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Managing Different Personality Types on Your Team

Meet Jana Hashim, HR professional and fashion model.

A multitude of personalities, work and management styles, along with deadlines don’t always make for the most harmonious of environments. For Hashim, this is simply an opportunity to work her magic. She thrives on the challenge of disseminating personality quirks, building teams and resolving conflicts.

“I think it broadens your horizons and perspective,” she says. “Something as simple as realizing that everyone comes from different backgrounds and has different stories…You learn to interact with people differently and that’s something I’ve taken from my modeling career and I bring that back to my work day.”

With a career in human resources and a professional modelling gig under her belt, Hashim knows all too well that no matter what you pursue, people management will always be part of the equation. Here, Hashim shares tips on how to successfully manage different personalities.

Conflict resolution

When it comes to the many conflicts that can arise in the office, Hashim’s biggest piece of advice is to confront the issue head on. If you let a problem fester, it can quickly grow and spread into something far more complicated. Nip it in the bud to maintain a good working relationship and in turn preserve the quality of work.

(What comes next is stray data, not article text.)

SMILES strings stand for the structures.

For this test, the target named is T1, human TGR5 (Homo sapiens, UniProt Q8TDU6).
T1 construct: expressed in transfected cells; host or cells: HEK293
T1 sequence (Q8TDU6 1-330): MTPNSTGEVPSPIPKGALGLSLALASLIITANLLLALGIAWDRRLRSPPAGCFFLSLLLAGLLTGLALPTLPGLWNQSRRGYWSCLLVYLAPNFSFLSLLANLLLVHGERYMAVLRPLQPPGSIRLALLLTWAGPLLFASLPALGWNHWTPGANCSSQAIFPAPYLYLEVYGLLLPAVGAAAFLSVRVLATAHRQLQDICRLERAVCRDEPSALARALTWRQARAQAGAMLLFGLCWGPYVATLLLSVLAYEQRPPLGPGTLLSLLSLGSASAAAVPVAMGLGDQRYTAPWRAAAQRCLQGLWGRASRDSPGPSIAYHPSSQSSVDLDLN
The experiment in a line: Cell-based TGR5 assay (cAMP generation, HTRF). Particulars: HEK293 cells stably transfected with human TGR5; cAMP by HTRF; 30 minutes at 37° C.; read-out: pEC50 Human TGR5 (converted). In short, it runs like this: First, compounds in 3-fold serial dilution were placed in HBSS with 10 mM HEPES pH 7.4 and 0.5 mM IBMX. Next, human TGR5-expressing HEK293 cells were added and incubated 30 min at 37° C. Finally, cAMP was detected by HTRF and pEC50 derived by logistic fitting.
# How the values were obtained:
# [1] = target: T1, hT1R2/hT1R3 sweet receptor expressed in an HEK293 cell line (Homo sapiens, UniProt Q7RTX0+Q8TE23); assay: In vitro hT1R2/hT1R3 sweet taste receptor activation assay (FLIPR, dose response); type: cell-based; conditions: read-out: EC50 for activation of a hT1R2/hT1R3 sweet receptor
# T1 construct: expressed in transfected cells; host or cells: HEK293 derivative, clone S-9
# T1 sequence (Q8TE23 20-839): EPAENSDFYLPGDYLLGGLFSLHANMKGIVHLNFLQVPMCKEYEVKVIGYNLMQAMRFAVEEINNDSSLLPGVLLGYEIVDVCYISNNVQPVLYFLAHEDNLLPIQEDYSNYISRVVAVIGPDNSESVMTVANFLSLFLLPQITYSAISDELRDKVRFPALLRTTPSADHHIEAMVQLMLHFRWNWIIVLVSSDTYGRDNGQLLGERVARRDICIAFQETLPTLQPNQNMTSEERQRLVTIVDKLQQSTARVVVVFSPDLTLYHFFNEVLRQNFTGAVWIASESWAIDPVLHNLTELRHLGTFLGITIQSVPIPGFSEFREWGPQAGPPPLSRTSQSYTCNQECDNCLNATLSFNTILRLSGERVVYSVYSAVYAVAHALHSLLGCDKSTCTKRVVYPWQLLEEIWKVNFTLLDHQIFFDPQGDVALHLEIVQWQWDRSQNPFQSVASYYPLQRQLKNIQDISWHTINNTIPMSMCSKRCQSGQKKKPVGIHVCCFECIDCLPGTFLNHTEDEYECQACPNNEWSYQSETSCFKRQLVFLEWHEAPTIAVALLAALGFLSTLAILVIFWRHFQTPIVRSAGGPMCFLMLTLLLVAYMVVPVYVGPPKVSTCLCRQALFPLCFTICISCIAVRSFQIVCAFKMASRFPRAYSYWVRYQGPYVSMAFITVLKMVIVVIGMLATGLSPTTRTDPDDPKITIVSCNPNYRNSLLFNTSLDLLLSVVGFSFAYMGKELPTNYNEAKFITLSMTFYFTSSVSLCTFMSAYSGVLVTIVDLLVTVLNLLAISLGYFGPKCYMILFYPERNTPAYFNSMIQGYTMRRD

Foster a culture of respect

It’s not uncommon to have to manage different types of personalities and working styles. The key to success is ensuring everyone respects different viewpoints. Even a team with the most divisive opinions should be able conduct productive meetings when respect is a core value.

Personality types: average, self-centered, role model or reserved
Article originally posted here

Evaluate personalities

In every workplace you will find wallflowers, over analyzers, fast talkers and eternal optimists, all requiring different management styles.

As an HR professional, Hashim has studied each of these personalities and recommends getting to know your team and learning to evaluate and adjust your management style accordingly to ensure that everyone’s needs are met.

Learn not to take things personally

When you’re on the receiving end of constructive criticism, it can feel like an attack on your work and even your character. As a member of a larger team, there will be plenty of moments that will test your ability to take criticism in stride. Whether you’re in a leadership role or not, learning to separate your personal feelings will make life easier for everyone.

Show your appreciation

Everyone wants to feel appreciated at work. Taking a moment to thank a colleague for going the extra mile can go a long way. Successful teams foster collaboration, innovation and appreciation.